They speedily take off again, but the car is stopped by a cop. The police officer takes one look at the situation and radios in to police headquarters. He tells the chief that he's got a pretty important person on his hands.

The police chief asked, "Is he more important than the mayor?" The cop said, "Yes."

Then the chief asked, "Is he more important than the governor?"

The cop said, "Yes."

Then the chief asked, "Is he more important than the President?"

The cop said, "Yes."

Finally, the chief asked, "How important can he be?"

The cop said, "I don't know, but he's got the pope for a driver."

2. "Is it proper for a man to profit from the mistakes of another?" a parishioner asked his minister.

"Definitely not," was the preacher's answer.

"Are you absolutely certain?"

"Yes, my son, absolutely."

"Okay. In that case, I wonder if you'd mind returning that $75 I gave you after my wedding last year."

3. There was an old priest who got sick of all the people in his parish who kept confessing to adultery. One Sunday, in the pulpit, he said, "If I hear one more person confess to adultery, I'll quit!" Everyone liked him, so they came up with a code word. Someone who had committed adultery would say instead that they had "fallen."

This seemed to satisfy the old priest and things went well until the priest passed away at a ripe, old age.

A few days after the new priest arrived, he visited the mayor of the town and seemed very concerned.

"Mayor, you have to do something about the sidewalks in town. When people come into the confessional, they keep telling me they've fallen."

The mayor started to laugh, realizing that no one had told the new priest about the code word. But, before he could explain, the priest shook an accusing finger at him and shouted, "I don't know what you're laughing about because your wife has already fallen three times this week!"

4. After the church service a little boy told the pastor, "When I grow up, I'm going to give you some money."

"Well, thank you," the pastor replied, "but why?"

"Because my daddy says you're one of the poorest preachers we've ever had."

5. David, a Jewish boy, and Ali, a Muslim boy, are having a conversation.

Ali: “I'm getting operated on tomorrow.”

David: “Oh? What are they going to do?”

Ali: “Circumcise me.”

David: “I had that done when I was just a few days old.”

Ali: “Did it hurt?”

David: “I couldn't walk for a year.”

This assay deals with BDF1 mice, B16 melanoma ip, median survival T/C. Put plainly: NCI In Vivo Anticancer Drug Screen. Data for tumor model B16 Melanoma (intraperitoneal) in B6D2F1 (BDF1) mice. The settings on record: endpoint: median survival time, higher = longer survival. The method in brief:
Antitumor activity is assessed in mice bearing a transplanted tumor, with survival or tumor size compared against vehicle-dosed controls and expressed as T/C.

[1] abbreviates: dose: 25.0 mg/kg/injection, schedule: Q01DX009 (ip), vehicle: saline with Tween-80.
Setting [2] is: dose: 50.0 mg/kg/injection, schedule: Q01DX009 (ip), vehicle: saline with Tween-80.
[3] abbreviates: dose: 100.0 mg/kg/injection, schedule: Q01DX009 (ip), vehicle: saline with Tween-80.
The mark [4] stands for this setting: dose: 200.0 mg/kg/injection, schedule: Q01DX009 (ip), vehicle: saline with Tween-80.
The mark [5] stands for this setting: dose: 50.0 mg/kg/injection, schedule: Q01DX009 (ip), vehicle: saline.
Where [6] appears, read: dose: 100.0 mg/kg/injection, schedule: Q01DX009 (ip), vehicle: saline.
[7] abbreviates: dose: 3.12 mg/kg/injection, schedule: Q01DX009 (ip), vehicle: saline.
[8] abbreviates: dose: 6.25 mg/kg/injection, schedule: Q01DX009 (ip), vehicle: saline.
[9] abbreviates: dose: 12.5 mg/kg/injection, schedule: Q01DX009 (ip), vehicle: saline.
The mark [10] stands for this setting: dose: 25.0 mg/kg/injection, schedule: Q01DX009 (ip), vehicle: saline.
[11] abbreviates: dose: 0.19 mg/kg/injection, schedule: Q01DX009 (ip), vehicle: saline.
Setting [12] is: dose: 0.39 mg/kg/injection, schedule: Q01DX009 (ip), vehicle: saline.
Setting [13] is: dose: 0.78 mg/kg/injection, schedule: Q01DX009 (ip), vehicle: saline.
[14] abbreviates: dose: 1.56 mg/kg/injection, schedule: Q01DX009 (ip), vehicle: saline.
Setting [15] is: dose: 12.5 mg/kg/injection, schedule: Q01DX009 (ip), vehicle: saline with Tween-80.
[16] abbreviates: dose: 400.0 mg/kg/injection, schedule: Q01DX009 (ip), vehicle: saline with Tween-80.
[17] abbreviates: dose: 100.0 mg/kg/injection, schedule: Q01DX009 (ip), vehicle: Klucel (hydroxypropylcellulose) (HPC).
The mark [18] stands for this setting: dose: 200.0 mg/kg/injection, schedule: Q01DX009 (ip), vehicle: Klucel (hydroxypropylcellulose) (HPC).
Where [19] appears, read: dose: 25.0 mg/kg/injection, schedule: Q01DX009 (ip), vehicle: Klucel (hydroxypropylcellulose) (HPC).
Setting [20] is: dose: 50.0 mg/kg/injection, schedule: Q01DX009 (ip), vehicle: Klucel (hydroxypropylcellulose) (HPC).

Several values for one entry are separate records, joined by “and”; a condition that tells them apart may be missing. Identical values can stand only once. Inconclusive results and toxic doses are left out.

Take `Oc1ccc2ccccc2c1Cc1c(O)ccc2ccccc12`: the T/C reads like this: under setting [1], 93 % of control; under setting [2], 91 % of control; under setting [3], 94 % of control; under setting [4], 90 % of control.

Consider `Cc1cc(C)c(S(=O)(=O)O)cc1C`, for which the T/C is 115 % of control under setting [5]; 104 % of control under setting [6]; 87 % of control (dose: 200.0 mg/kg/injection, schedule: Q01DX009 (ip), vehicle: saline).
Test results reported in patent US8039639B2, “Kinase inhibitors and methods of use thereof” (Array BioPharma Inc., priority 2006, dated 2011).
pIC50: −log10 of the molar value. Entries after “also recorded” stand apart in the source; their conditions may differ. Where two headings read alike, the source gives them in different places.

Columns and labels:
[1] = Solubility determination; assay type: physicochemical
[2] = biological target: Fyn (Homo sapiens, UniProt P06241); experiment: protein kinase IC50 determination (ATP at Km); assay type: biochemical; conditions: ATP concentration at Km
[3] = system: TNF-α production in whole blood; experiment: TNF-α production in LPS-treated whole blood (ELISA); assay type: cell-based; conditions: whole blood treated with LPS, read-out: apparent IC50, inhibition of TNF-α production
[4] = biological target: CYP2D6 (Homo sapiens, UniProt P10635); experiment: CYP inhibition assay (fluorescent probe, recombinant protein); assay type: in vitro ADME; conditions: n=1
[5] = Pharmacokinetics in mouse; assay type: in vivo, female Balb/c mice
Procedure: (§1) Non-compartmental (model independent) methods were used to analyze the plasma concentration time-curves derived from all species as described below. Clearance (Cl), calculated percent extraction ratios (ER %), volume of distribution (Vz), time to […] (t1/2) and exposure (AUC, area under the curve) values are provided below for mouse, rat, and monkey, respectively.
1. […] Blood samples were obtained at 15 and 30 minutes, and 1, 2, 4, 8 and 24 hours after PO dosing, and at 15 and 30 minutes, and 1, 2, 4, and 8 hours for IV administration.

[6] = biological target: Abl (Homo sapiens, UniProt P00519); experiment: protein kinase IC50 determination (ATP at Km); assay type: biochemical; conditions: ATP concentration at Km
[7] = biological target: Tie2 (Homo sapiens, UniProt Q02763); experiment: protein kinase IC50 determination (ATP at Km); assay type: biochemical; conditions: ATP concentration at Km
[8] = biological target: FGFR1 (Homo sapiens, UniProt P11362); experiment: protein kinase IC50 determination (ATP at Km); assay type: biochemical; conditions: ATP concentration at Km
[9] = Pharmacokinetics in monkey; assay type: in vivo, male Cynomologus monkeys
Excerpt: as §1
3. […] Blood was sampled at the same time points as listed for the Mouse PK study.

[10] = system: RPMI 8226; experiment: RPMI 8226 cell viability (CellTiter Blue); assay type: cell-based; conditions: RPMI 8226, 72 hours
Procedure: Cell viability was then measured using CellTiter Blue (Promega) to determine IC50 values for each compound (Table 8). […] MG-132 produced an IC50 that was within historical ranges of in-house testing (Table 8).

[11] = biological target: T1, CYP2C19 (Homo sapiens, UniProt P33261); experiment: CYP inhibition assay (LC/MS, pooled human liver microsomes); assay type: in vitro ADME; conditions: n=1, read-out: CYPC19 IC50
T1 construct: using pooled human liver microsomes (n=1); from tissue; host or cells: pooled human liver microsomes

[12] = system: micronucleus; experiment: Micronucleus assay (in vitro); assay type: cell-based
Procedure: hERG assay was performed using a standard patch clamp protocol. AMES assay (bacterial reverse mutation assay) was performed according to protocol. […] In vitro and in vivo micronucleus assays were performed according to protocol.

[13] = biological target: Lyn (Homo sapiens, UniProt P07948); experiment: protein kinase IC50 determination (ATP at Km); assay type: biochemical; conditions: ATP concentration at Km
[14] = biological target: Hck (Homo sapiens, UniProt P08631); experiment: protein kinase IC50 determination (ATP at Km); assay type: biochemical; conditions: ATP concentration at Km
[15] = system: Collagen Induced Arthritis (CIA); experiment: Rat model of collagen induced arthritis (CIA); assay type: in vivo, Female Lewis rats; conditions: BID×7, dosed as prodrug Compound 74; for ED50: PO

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And an unrelated P.S.just because I'm curious:

If someone sounds nasally when speaking, is the cause called a sinus inflection?

To read my latest Kansas City Star work, click here.

Jan. 11, 2006


A Jerusalem Post story shows Pat Robertson isn't the only one pondering the role of God in Ariel Sharon's illness.

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When I was in college, I was, for a year or so, the movie critic for the campus newspaper, The Maneater, at the University of Missouri in Columbia. Yes, goofy paper name, but when your teams are named Tigers you do goofy things.

NarniaAnyway, I discovered anew what I already knew about myself, which is that I think most pop culture offerings are wastes of time and energy. I would go to a movie thinking that when it's over I'll be two hours closer to my death, and wondering if it was worth spending the time that way.

So I either bashed stupid movies being played in the main theaters or I went to the one artsy movie house in town and watched something that at least engaged the intellect a little.

All of which is a long way of preparing you for my blog movie review here of "The Chronicles of Narnia," based on the work of the great 20th century Christian writer C.S. Lewis, of whom I'm a fan. Here's my review, set in terms once used on Dick Clark's American Bandstand: I'd give it an 85 but I wouldn't dance to it.

Some tales are best left with words and the occasional illustration. You know how it is. Every time someone turns part of the Bible into a movie, we think that Moses or Jesus or Pilate or whoever really didn't look like that because the actor doesn't match the picture in our skulls.

Seeing the Narnia movie is not a complete waste of time. It has its moments, and the little girl who plays Lucy is quite endearing. Also, the technical tricks are quite stunning. But give me a book almost any day.

This is why I never became a movie reviewer. And if I had to be a TV critic, I'd run screaming from the newspaper office. (And yet my column this Saturday will be about a TV show. Go figure.)